“I’ve spent the last week reading through the 1,800 pages of the report. And I think it’s unfortunate that the peer review panel was not given more opportunity to help improve the quality of the work,” Blakeslee said.

When the CPUC created the peer review panel, it was on the grounds that that PG&E “shall provide the Independent Peer Review Panel the findings and/or results associated with the seismic studies upon finalizing those findings and/or results.” It’s this point that PG&E’s Jones reiterates when critics claim that the company attempted to skirt IPRP review.

“PG&E is following the established review process for the research as set forth by our regulators,” Jones said. “PG&E’s original intent was to provide the [IPRP] a draft of the seismic report prior to finalizing it, even though we were not required to do so. However, as the evaluation of this new type of research proceeded, it became clear it would take additional time to process and interpret the data.”

Gibson, however, said that the expectation was that PG&E would provide its data to the IPRP as it became available. And when information stopped coming, he said the panel had no reason to convene, even though it had intended to hold quarterly meetings.

The IPRP’s review is estimated to take about six to eight months. PG&E is required to submit another report as part of its seismic hazard re-evaluation to the Nuclear Regulatory Commission in March 2015. Asked if the IPRP review could impact future deadlines as PG&E pursues a new license for both reactors at Diablo Canyon (the current licenses will expire in 2024 and 2025, respectively), Jones said the IPRP comments could be rolled into Diablo Canyon’s Long Term Seismic Program, which “has been in place for decades and will continue to be in place as long as the plant is operating.”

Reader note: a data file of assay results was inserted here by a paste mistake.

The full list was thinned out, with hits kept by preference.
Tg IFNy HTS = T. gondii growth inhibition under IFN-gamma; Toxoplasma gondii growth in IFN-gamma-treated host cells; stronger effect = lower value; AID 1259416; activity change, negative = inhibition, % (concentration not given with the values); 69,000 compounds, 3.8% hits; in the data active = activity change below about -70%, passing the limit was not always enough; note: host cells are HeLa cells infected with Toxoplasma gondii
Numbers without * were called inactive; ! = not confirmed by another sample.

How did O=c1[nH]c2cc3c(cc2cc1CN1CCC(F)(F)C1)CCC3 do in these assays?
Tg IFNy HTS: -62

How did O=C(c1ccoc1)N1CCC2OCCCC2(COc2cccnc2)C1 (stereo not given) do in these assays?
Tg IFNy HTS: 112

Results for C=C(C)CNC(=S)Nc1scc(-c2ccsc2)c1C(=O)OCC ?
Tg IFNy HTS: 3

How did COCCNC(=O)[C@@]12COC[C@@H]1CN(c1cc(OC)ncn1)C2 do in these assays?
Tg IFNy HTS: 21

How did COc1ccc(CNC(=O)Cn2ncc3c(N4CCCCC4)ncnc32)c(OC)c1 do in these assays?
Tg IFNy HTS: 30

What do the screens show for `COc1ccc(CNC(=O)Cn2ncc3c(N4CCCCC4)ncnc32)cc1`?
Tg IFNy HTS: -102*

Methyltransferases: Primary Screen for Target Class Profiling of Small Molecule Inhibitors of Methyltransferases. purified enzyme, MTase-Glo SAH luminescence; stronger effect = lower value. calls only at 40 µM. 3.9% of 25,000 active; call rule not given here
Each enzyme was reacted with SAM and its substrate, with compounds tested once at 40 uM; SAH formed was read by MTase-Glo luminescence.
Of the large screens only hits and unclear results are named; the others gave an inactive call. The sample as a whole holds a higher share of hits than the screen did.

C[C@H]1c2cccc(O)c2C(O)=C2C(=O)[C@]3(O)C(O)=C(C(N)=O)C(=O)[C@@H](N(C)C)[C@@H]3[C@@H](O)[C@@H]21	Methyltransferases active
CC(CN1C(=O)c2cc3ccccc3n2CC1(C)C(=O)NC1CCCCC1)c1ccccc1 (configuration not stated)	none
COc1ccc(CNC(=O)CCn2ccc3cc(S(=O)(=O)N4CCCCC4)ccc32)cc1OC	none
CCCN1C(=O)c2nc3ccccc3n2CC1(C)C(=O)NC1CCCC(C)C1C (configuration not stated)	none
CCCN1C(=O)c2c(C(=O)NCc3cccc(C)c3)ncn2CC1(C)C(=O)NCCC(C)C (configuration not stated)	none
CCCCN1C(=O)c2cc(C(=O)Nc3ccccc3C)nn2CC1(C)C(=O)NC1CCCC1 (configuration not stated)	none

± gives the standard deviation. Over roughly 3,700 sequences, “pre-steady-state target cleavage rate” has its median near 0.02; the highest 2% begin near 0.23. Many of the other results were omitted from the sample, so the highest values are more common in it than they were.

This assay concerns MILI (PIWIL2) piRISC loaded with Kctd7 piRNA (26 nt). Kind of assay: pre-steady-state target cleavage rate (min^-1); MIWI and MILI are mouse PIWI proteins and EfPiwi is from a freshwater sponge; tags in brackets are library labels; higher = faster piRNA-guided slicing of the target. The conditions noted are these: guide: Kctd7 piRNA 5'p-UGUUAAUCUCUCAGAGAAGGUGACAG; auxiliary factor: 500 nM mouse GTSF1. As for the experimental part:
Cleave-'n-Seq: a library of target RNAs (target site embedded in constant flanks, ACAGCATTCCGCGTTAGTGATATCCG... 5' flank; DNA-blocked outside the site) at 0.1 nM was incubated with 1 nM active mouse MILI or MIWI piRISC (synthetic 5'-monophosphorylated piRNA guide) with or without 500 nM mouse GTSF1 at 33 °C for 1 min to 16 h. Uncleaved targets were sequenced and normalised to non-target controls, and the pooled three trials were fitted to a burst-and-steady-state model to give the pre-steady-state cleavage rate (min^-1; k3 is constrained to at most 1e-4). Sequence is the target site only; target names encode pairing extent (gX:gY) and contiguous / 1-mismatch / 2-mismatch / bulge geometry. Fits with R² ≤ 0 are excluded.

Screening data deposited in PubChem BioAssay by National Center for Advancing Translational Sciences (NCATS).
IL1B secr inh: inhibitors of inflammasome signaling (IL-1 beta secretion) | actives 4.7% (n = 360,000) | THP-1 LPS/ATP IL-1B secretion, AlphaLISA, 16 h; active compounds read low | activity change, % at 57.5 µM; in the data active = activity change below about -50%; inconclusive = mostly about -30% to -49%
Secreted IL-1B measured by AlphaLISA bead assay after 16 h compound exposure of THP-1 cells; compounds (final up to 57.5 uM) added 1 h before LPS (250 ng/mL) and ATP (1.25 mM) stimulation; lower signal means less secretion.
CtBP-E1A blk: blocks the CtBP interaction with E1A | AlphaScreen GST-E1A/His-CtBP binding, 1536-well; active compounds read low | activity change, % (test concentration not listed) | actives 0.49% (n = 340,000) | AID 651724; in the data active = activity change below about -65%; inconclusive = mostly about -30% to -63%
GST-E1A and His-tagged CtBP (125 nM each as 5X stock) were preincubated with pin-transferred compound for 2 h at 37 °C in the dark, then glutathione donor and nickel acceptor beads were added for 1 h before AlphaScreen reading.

Asked for comment about the September 2013 email exchange, Jones said that at the time the IPRP’s scope was limited to “review and comment on the study plans.”

“The context of the emails was an attempt between employees at that time to understand the full scope of the IPRP, to provide clarity on the panel’s role, and to understand when the panel’s peer-review function will be fulfilled,” he said.

Jones said the company “does not intend to ask the IPRP be disbanded before it fulfills its role,” adding that “by definition, however, the IRPP was established by the CPUC as a short-term advisory task force to assist the Commission with review of the advanced seismic studies.”

Regardless of looming deadlines before PG&E, Gibson said his primary concern is that the IPRP can now dig through PG&E’s conclusions, make its own comments, and take the necessary time to make “valid conclusions.”

“I guess that email is consistent with the attitude that I’ve seen expressed by PG&E,” Gibson said in response to the September 2013 exchange between Jacobson and Krause. “But it doesn’t really affect me or my colleagues. We’re going to get down and do what we have to do. We’re going to do our jobs.”


Senior Staff Writer Colin Rigley can be reached at [email protected].